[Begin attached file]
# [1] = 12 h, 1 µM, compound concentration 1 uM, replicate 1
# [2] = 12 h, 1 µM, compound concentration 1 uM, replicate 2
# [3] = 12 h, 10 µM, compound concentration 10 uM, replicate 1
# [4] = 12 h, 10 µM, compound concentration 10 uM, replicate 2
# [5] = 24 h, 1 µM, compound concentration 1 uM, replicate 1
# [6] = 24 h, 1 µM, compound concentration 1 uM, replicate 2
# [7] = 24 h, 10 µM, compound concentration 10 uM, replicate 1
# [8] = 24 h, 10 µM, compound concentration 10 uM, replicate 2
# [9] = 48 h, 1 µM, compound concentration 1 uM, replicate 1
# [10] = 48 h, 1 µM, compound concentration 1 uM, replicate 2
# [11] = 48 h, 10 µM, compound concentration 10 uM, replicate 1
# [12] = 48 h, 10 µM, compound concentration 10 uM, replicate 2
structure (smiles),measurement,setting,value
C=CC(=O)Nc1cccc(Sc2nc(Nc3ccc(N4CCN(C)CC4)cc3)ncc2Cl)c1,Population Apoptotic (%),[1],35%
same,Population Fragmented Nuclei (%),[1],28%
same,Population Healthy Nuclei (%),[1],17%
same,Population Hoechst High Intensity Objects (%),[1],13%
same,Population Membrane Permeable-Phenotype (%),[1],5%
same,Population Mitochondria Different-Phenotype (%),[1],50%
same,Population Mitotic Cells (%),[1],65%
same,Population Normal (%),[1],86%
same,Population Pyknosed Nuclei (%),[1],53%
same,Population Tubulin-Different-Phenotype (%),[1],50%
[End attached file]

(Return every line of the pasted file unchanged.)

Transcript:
# [1] = 12 h, 1 µM, compound concentration 1 uM, replicate 1
# [2] = 12 h, 1 µM, compound concentration 1 uM, replicate 2
# [3] = 12 h, 10 µM, compound concentration 10 uM, replicate 1
# [4] = 12 h, 10 µM, compound concentration 10 uM, replicate 2
# [5] = 24 h, 1 µM, compound concentration 1 uM, replicate 1
# [6] = 24 h, 1 µM, compound concentration 1 uM, replicate 2
# [7] = 24 h, 10 µM, compound concentration 10 uM, replicate 1
# [8] = 24 h, 10 µM, compound concentration 10 uM, replicate 2
# [9] = 48 h, 1 µM, compound concentration 1 uM, replicate 1
# [10] = 48 h, 1 µM, compound concentration 1 uM, replicate 2
# [11] = 48 h, 10 µM, compound concentration 10 uM, replicate 1
# [12] = 48 h, 10 µM, compound concentration 10 uM, replicate 2
structure (smiles),measurement,setting,value
C=CC(=O)Nc1cccc(Sc2nc(Nc3ccc(N4CCN(C)CC4)cc3)ncc2Cl)c1,Population Apoptotic (%),[1],35%
same,Population Fragmented Nuclei (%),[1],28%
same,Population Healthy Nuclei (%),[1],17%
same,Population Hoechst High Intensity Objects (%),[1],13%
same,Population Membrane Permeable-Phenotype (%),[1],5%
same,Population Mitochondria Different-Phenotype (%),[1],50%
same,Population Mitotic Cells (%),[1],65%
same,Population Normal (%),[1],86%
same,Population Pyknosed Nuclei (%),[1],53%
same,Population Tubulin-Different-Phenotype (%),[1],50%